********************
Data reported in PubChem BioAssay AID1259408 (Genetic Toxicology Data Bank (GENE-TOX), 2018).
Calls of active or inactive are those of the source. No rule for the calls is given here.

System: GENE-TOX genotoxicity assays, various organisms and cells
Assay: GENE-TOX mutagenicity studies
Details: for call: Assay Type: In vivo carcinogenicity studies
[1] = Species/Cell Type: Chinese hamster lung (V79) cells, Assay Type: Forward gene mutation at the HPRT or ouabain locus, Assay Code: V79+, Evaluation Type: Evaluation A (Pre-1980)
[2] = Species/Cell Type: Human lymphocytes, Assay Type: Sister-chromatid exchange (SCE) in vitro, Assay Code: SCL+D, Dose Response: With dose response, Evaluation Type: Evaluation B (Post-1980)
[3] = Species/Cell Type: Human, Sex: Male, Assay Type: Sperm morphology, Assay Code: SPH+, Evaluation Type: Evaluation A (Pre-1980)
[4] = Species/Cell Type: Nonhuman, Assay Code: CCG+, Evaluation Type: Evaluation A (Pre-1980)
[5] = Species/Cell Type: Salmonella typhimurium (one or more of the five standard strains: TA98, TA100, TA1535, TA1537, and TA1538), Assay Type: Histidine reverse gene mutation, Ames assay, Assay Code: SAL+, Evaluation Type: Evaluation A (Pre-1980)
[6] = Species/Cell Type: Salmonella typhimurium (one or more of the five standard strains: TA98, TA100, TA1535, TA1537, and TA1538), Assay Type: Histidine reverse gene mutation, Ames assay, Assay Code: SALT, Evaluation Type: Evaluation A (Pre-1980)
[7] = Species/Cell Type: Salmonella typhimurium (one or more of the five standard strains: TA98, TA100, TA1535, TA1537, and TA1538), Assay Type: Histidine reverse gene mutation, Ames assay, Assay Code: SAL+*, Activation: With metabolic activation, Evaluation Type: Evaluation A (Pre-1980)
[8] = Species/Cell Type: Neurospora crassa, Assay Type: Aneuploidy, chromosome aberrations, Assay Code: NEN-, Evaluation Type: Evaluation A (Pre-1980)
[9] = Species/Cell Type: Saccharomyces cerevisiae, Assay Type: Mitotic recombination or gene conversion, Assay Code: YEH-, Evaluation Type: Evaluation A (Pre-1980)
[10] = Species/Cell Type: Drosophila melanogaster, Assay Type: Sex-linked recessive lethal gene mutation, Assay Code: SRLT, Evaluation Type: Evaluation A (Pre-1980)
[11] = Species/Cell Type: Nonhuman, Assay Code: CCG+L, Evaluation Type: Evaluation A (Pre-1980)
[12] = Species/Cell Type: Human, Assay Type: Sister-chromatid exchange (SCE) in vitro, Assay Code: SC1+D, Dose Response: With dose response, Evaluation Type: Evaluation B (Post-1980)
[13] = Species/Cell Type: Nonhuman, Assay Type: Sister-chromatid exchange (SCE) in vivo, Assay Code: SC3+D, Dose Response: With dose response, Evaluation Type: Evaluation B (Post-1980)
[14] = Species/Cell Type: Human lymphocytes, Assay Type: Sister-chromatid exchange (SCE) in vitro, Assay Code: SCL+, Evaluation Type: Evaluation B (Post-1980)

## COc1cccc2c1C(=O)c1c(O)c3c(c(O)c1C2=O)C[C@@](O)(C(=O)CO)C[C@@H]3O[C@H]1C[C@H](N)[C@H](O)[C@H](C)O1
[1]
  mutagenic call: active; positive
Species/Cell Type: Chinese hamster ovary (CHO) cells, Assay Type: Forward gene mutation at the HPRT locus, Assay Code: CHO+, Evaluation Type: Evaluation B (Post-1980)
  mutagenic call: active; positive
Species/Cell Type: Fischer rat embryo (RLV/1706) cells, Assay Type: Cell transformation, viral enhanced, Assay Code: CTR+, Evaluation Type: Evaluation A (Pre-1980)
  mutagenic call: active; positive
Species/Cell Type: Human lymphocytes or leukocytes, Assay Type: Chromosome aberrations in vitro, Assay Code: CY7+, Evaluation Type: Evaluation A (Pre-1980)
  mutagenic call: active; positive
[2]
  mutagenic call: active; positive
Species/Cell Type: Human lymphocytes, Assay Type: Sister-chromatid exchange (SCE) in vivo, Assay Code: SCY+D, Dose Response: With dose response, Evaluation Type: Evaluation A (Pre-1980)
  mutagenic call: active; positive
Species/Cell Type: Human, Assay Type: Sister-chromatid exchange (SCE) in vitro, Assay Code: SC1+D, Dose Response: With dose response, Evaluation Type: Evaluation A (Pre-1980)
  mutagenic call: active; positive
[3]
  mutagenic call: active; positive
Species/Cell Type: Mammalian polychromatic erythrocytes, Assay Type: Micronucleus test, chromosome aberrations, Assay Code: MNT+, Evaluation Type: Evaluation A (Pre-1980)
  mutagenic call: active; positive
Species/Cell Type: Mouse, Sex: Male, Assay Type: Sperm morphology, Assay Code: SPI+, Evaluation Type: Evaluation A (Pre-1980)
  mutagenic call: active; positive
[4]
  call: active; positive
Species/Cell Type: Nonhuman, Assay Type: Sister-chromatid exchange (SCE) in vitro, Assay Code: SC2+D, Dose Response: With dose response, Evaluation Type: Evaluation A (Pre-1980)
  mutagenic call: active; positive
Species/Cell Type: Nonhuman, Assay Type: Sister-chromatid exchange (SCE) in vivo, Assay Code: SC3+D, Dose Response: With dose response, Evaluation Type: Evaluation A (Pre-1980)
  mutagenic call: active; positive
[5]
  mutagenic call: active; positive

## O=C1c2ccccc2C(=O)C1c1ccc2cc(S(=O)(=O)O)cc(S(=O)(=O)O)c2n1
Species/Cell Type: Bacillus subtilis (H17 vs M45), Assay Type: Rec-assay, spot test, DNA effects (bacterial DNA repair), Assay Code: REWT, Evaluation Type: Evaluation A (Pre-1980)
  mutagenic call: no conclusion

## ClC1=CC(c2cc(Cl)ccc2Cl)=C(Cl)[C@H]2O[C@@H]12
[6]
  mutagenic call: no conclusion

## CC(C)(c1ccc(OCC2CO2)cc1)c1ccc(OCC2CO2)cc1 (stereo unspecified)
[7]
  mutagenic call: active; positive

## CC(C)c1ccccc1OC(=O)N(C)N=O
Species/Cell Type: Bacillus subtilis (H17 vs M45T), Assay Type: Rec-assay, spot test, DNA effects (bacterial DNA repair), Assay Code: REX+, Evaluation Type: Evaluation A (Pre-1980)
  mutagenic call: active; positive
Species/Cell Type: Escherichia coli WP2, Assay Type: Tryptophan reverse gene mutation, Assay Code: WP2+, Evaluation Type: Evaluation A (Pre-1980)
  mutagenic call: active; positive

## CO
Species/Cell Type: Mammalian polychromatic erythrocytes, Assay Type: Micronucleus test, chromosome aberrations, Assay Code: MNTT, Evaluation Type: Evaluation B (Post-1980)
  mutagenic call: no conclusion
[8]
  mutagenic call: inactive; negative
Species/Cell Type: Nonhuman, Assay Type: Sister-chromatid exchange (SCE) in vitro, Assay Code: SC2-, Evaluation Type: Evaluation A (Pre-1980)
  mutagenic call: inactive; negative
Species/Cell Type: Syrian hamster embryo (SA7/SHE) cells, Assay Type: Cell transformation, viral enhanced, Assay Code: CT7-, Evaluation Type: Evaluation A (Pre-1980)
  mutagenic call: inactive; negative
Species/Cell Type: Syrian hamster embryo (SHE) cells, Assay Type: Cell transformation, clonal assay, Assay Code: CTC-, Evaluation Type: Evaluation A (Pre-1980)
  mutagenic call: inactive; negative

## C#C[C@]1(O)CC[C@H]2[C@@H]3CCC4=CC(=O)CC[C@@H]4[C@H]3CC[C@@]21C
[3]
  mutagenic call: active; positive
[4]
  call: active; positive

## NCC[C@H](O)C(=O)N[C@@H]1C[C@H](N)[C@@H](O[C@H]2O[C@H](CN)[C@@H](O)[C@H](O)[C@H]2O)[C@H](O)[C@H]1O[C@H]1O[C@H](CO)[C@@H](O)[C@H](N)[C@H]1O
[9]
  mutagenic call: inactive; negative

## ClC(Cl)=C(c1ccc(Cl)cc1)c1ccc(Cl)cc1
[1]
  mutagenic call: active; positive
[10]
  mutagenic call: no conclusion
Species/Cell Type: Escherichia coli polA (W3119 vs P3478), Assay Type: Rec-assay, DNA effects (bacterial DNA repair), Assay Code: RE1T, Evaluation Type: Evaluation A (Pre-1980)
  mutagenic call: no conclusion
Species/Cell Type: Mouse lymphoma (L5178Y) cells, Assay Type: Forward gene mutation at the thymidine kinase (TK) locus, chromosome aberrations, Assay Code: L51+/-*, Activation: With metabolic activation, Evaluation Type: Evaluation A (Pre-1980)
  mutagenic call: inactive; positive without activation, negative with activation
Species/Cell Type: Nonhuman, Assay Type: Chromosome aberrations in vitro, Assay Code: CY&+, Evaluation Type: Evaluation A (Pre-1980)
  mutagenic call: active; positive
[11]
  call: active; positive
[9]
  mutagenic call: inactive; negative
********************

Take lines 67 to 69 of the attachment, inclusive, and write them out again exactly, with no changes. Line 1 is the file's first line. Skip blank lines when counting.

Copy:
  mutagenic call: inactive; negative
Species/Cell Type: Nonhuman, Assay Type: Sister-chromatid exchange (SCE) in vitro, Assay Code: SC2-, Evaluation Type: Evaluation A (Pre-1980)
  mutagenic call: inactive; negative